Based on a true story, this picture book follows Jessie, a subway car, from her “birth” until her unusual ending. Jessie was a New York City subway car that carried people and things around the city. At first, she was new and shiny, but eventually she was covered in graffiti and then painted red. She kept on working, running on tracks around the city. Then she was used only in the winter because her fans could not keep up with the heat, and finally she wasn’t used any more. But Jessie’s travels ...more
I love picture books that are based in fact and like to walk that line between nonfiction and fiction. I like them because they are a great way to teach children in an interesting and not so preachy way. That is exactly what this book does. We learn about subway cars from the 1960s, this story gives a name and personality to one car making it that much more meaningful to the reader. These subway cars were used until they were too old to repair. Then they were dropped into the ocean off the coast ...more
Shanshad Whelan
While this one isn't as lively a text as I might hope for . . . it's close to being a nonfiction history of a subway car, which was actually pretty fascinating in and of itself. Though I live in the city, I didn't know a lot of the details presented here. It's interesting to see how the trains changed over the years and to find out what's been happening to older model subway cars since. Reminds me of Mike Mulligan and his Steam Shovel in part, and nicely falls into the ranks of anthropomorphic v ...more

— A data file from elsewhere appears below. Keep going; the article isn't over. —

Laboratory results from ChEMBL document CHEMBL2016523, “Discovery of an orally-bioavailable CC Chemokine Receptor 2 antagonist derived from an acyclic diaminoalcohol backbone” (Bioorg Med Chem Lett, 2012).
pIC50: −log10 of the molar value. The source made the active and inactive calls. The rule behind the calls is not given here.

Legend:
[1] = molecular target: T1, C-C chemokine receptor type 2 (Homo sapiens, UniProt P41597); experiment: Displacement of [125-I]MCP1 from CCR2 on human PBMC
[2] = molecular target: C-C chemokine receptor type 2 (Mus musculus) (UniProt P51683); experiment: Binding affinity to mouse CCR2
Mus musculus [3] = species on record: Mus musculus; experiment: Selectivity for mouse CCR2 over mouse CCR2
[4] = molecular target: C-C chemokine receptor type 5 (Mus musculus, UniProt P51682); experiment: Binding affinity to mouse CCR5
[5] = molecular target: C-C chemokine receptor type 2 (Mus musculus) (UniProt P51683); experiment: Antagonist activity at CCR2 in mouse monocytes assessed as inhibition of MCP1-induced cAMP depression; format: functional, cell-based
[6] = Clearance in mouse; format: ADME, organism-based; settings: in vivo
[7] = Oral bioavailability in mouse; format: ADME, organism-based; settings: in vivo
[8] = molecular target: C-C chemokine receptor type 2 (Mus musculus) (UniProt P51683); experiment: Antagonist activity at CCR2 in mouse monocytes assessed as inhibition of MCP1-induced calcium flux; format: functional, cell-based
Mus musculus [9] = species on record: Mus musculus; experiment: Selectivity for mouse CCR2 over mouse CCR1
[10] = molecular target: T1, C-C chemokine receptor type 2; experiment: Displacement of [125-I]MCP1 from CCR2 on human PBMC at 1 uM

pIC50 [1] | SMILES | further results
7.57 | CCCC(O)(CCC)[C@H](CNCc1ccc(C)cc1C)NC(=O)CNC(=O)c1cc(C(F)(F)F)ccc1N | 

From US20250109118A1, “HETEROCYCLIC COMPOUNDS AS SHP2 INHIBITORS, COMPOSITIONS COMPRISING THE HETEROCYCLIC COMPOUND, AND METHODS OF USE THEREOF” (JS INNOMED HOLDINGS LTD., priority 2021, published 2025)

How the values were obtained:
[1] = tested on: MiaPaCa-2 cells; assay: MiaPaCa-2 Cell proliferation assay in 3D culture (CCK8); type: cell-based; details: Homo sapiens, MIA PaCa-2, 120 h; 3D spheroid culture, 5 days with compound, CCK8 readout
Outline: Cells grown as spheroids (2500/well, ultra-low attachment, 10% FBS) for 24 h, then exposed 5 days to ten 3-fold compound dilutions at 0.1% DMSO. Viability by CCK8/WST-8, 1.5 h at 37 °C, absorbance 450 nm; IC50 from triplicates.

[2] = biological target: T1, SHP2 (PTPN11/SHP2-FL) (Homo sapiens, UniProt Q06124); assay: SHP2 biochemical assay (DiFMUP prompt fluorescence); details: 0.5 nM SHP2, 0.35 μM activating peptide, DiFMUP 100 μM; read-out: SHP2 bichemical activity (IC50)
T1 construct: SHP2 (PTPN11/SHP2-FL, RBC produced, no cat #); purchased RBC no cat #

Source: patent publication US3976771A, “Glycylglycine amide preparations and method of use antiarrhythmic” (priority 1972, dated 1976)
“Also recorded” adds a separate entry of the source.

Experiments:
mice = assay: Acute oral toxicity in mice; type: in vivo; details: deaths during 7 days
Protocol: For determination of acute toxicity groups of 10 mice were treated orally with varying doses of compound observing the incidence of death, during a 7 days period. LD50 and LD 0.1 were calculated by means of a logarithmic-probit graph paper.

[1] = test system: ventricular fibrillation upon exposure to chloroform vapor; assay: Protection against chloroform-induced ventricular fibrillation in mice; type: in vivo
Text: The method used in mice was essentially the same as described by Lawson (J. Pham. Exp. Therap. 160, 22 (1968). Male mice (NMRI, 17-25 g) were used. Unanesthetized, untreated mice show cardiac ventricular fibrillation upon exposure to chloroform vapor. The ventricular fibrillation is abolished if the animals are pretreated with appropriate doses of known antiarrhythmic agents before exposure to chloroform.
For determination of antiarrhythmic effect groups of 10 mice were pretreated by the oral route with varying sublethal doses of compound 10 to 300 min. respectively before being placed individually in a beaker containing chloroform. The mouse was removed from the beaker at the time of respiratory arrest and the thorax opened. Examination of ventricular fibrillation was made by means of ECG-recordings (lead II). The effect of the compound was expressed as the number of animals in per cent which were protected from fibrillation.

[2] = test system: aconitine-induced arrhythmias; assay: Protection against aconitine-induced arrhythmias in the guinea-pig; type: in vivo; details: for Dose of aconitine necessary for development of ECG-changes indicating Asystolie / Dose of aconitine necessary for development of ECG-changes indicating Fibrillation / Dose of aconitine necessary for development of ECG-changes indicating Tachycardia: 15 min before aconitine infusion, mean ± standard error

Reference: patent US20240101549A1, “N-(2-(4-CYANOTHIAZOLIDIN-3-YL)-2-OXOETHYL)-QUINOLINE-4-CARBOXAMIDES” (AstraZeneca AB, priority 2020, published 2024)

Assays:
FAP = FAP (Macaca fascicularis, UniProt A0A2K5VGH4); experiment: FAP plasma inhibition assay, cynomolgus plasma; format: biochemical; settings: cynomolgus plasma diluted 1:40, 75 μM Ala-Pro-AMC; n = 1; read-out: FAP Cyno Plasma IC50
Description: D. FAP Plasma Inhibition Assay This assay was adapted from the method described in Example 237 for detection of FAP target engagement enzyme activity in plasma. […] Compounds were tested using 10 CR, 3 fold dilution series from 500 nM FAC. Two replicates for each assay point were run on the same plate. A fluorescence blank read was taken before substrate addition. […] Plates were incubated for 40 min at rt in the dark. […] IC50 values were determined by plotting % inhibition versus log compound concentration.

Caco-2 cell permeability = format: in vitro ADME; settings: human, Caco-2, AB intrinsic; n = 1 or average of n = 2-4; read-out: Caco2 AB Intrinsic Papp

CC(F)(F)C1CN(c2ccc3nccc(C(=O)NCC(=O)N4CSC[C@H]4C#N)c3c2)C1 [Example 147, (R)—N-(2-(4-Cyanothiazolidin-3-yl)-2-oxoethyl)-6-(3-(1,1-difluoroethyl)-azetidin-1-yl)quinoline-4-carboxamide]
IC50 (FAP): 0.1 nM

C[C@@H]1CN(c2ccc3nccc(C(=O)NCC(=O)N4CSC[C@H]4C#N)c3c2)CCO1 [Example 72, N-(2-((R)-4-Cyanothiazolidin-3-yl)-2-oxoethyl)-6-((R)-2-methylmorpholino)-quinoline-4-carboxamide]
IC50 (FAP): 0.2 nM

-love the endpapers-subway routes in front, underwater scene in back
-blue tones and light variation is nice, esp. when conveying mood
-people are plesantly indistinct
-pigeon scene: expression and lighting
-loved the sweep of repair scene, the arc across the page, depiction of time passing
-seasons and weather well done, too
-color and light again important in underwater scenes (one fish...)
-smudginess of reef is beautiful
-expressive "face" on subway car
-nice handling of "death"

Are you kidding me? A sweet subway is born and happily carries people all over her beloved city. Times change, she changes, and then one day she is retired. Then she is mostly taken apart and put on a barge. Will she ever see her beloved city again? Then a crane pushes her off the barge and she sinks to the bottom of the ocean and forms a coral reef. As my six year old said at the end, "I don't like that book." I think the author must think that it is somehow sweet to become a coral reef. My kid ...more
Maria Bulfamante
This was such a great book. I would deff recommend it to people.
I read this book and immediately gave it to the first grade teacher. Her class is doing community service by learning about recycling. The book tells the story of a subway car who carried tourists to the World Fair and then through the city of lots of years. As she gets older, she is stored till one day she finds people taking her doors off. She is dropped in the ocean to become a new reef for the fish. The first grade teacher was happy to hear about the book but it also fit into her curriculum ...more
Subway Story is the story of a subway car that was once modern and new, who is no be retired for the newer modle. This story pairs a nonfiction piece about the history of the NYC subway cars that were recycled to create a new reef in the Atlantic. This would be a great connection for students during a science unit for environmental impact unit or even a social studies unit of NYC in the 1950s.
Great book for urban, suburban and rural community unit. Details the life of a subway car from the 1940's/1950's through 1970's including it's disposal in the ocean to create a reef or home for fish. Good conversation starter for: life in the city, manufacturing, transportation, environmentalism, recycling, and changes in NYC and urban life over the decades of the 20th century.